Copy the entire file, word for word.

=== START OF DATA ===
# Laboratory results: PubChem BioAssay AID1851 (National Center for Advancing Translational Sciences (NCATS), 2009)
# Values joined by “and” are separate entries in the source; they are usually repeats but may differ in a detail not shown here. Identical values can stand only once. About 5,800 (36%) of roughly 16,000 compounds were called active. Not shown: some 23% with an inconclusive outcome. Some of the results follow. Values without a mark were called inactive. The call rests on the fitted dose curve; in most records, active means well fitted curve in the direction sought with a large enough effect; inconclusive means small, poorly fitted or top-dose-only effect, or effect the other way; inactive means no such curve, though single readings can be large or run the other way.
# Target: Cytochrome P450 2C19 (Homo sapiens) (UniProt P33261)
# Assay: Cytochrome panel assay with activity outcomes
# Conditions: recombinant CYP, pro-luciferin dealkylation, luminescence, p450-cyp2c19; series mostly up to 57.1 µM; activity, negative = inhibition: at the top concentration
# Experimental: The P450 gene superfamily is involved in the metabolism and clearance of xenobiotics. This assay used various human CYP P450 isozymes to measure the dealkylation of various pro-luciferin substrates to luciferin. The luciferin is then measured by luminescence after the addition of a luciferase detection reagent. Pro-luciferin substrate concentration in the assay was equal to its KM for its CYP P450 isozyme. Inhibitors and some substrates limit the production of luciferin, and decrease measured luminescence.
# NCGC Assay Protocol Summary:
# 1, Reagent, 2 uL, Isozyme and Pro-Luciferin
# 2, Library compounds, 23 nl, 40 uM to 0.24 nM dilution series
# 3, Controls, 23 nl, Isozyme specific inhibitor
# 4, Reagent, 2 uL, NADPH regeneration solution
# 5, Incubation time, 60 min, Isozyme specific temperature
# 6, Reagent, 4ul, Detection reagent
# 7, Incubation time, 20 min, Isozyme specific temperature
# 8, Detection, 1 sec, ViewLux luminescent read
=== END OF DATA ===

# Laboratory results: PubChem BioAssay AID1851 (National Center for Advancing Translational Sciences (NCATS), 2009)
# Values joined by “and” are separate entries in the source; they are usually repeats but may differ in a detail not shown here. Identical values can stand only once. About 5,800 (36%) of roughly 16,000 compounds were called active. Not shown: some 23% with an inconclusive outcome. Some of the results follow. Values without a mark were called inactive. The call rests on the fitted dose curve; in most records, active means well fitted curve in the direction sought with a large enough effect; inconclusive means small, poorly fitted or top-dose-only effect, or effect the other way; inactive means no such curve, though single readings can be large or run the other way.
# Target: Cytochrome P450 2C19 (Homo sapiens) (UniProt P33261)
# Assay: Cytochrome panel assay with activity outcomes
# Conditions: recombinant CYP, pro-luciferin dealkylation, luminescence, p450-cyp2c19; series mostly up to 57.1 µM; activity, negative = inhibition: at the top concentration
# Experimental: The P450 gene superfamily is involved in the metabolism and clearance of xenobiotics. This assay used various human CYP P450 isozymes to measure the dealkylation of various pro-luciferin substrates to luciferin. The luciferin is then measured by luminescence after the addition of a luciferase detection reagent. Pro-luciferin substrate concentration in the assay was equal to its KM for its CYP P450 isozyme. Inhibitors and some substrates limit the production of luciferin, and decrease measured luminescence.
# NCGC Assay Protocol Summary:
# 1, Reagent, 2 uL, Isozyme and Pro-Luciferin
# 2, Library compounds, 23 nl, 40 uM to 0.24 nM dilution series
# 3, Controls, 23 nl, Isozyme specific inhibitor
# 4, Reagent, 2 uL, NADPH regeneration solution
# 5, Incubation time, 60 min, Isozyme specific temperature
# 6, Reagent, 4ul, Detection reagent
# 7, Incubation time, 20 min, Isozyme specific temperature
# 8, Detection, 1 sec, ViewLux luminescent read